WVU recruiting coordinator Ryan Dorchester on Justin Crawford – “Justin Crawford is a playmaker. He was an important recruit for us once we lost Wendell. He was the junior college player of the year this past season and ran for over 3,100 yards in his two seasons in junior college. He scored 30 some touchdowns, and there’s something to be said about productivity. He’s very versatile coming out of the backfield, can catch and run. He’s three-down running back, so hopefully he can add to our offense.”

WVU running back coach JaJuan Seider on Justin Crawford – “Tremendous player and a kid that does it all. He doesn’t turn the ball over, and he’s a willing blocker. Great with the ball running and receiving. A finisher. He fits our offense as the multi-purpose back we want. He can play in space.”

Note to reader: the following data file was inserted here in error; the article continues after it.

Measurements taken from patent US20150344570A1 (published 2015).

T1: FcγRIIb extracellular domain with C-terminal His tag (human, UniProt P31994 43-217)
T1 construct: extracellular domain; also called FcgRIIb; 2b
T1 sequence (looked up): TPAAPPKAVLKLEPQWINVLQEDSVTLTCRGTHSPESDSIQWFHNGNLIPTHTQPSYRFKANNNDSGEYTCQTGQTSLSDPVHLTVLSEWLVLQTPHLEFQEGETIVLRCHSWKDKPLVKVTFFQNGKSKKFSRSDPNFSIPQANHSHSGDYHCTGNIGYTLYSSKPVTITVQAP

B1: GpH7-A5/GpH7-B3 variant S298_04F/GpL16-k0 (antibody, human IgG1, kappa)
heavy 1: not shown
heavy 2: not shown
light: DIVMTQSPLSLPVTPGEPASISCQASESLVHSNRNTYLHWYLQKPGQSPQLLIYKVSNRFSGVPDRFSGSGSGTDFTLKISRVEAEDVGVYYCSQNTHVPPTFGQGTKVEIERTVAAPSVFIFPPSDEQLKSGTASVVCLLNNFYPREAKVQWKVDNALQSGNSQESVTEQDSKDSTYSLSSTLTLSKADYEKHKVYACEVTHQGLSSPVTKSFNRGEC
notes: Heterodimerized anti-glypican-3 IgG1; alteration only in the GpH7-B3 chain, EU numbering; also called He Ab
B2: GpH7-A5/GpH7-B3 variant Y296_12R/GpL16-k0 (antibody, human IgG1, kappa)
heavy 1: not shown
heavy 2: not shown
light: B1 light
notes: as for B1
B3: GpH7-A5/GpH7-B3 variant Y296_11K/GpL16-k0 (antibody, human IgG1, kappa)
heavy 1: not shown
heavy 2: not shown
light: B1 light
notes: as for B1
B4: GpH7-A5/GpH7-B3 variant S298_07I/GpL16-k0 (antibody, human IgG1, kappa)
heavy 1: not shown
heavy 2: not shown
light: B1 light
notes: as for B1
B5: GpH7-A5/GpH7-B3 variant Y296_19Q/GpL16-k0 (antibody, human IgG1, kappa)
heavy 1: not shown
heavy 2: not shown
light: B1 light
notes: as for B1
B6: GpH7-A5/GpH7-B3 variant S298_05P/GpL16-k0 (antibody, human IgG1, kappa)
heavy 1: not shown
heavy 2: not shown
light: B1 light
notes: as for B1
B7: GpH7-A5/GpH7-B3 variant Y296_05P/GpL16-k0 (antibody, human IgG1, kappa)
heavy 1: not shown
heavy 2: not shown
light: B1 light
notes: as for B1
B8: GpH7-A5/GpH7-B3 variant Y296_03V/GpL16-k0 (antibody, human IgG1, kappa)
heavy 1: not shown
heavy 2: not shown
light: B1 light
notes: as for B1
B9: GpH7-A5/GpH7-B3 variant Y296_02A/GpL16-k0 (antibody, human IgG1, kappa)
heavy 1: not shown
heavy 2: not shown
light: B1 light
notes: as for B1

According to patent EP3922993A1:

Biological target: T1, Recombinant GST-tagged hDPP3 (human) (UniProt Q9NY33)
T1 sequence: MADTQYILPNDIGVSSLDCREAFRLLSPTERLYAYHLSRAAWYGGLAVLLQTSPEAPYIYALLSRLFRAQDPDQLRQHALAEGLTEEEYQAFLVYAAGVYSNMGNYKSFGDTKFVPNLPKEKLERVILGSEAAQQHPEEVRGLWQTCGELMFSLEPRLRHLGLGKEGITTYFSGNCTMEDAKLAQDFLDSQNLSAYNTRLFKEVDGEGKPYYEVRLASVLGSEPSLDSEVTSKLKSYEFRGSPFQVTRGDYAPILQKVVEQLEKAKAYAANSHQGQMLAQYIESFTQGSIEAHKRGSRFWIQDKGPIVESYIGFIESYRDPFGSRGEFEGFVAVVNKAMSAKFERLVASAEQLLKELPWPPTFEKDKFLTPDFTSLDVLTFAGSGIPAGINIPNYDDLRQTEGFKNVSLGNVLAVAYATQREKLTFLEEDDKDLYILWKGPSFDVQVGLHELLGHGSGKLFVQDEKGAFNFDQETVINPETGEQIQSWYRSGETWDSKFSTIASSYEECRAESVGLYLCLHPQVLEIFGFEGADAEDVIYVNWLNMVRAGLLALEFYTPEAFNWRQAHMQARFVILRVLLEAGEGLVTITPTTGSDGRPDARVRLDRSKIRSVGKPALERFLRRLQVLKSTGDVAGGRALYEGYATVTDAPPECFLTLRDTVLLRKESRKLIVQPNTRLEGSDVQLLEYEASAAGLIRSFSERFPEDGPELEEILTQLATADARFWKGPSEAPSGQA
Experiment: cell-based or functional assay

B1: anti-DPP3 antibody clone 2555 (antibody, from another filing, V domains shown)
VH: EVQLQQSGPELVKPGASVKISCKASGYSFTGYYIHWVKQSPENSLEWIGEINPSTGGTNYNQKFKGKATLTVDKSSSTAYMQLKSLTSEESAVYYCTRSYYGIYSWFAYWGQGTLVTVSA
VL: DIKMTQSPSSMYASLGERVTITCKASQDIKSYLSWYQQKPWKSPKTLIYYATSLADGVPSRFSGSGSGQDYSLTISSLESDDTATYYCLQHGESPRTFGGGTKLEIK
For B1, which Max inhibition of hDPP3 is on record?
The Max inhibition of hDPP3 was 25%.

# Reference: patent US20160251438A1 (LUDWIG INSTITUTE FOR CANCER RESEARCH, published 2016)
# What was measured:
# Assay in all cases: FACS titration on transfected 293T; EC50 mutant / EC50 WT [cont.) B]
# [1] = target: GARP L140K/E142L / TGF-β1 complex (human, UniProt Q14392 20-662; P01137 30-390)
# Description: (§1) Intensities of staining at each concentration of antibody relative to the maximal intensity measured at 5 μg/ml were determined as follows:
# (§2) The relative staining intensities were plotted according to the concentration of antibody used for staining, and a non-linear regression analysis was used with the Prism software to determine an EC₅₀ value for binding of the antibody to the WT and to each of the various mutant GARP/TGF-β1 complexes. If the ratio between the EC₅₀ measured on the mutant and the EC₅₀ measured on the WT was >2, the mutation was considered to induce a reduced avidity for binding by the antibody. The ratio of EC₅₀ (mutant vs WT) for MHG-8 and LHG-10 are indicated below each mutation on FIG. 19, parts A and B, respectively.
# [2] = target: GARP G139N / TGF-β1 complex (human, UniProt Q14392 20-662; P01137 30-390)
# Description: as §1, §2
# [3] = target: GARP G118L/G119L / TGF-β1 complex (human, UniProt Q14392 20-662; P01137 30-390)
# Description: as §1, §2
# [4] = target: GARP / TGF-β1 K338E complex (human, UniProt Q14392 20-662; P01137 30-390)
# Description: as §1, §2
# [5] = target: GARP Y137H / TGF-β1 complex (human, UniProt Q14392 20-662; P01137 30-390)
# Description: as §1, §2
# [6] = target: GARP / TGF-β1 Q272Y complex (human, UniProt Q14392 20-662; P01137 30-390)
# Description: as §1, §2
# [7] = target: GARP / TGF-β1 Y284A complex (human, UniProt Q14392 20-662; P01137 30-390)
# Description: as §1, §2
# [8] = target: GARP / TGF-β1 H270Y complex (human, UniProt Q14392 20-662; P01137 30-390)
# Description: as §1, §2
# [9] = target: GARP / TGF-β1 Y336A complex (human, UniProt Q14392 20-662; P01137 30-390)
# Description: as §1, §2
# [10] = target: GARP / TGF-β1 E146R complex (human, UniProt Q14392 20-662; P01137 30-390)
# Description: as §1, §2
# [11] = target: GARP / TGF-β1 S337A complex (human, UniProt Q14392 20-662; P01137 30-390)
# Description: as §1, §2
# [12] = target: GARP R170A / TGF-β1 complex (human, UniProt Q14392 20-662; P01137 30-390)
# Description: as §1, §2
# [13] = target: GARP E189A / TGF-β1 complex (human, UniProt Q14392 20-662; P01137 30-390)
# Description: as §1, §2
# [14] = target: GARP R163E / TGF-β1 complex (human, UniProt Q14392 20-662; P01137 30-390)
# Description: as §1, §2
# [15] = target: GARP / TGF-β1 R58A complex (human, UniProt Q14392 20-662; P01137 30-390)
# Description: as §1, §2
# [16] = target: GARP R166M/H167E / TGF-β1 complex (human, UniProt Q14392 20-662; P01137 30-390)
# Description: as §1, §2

Graduated high school early and enrolled at WVU for the start of the spring semester on Jan. 11, 2016 … three-year starter for coach Mark Holcomb at North Davidson High … three-time Winston-Salem Journal All-Northwest Team (2013-15) … Davidson County Offensive Player of the Year (2014) … helped team to a 33-7 record from 2013-15 and the state quarterfinals in 2015 … rushed for 1,871 yards and 24 touchdowns on 310 attempts in 2015, and also had 43 receptions for 683 yards and seven touchdowns … ran for 2,061 yards and 27 touchdowns in 2014 … established school records for single-season rushing yards (2,061), career rushing yards (5,331 yards), single-season touchdowns (27) and career touchdowns … three-time All-Davidson County first team (2013-15) … Central Piedmont Class 4A Offensive Player of the Year (2015) and three-time All-Central Piedmont Class 4A Team (2013-15) … played in the 2015 Shrine Bowl last month, which is an all-star team featuring a squad from North Carolina facing one from South Carolina … three-star recruit according to Scout.com, which also rates him as the No. 10 running back in North Carolina and No. 42 running back regionally … also big enough and physical enough to eventually play linebacker if running back doesn’t work out … “West Virginia just felt like home and I just fell in love when I visited,” McKoy said. “I also like the offense. It’s similar to what we do in high school. And the facilities are amazing – the weight room, the field – just everything.” … quick feet for a player his size … height doesn’t seem to hurt his pad level … frame to add bulk and strength … also can catch the ball out of the backfield and has the size to attack the ball against pass coverage … “I’m very excited. Coach Galloway and Seider did an amazing job recruiting me,” McKoy said. “I’m really looking forward to going there. I can tell the way they talk to me that they care about me on and off the field. They are good family guys. They want me at running back and slot receiver, kinda everywhere.” … nice cutability … sees the field and makes one cut and attacks vertically … surprising balance for his size … “Coach Holgorsen was on me every other day, texting me and my family and really showing how much he wanted me,” McKoy said. “He’s a good guy and I love how his offense is up-tempo and how they spread the ball around. I’m excited about having the opportunity to play for him.” … was WVU’s 15th commitment, and second from North Carolina along with punter Jonn Young … can run inside or outside … great team player, with a good attitude … also offered by Boston College, Louisville, N.C. State, North Carolina, Vanderbilt, Virginia and Wake Forest.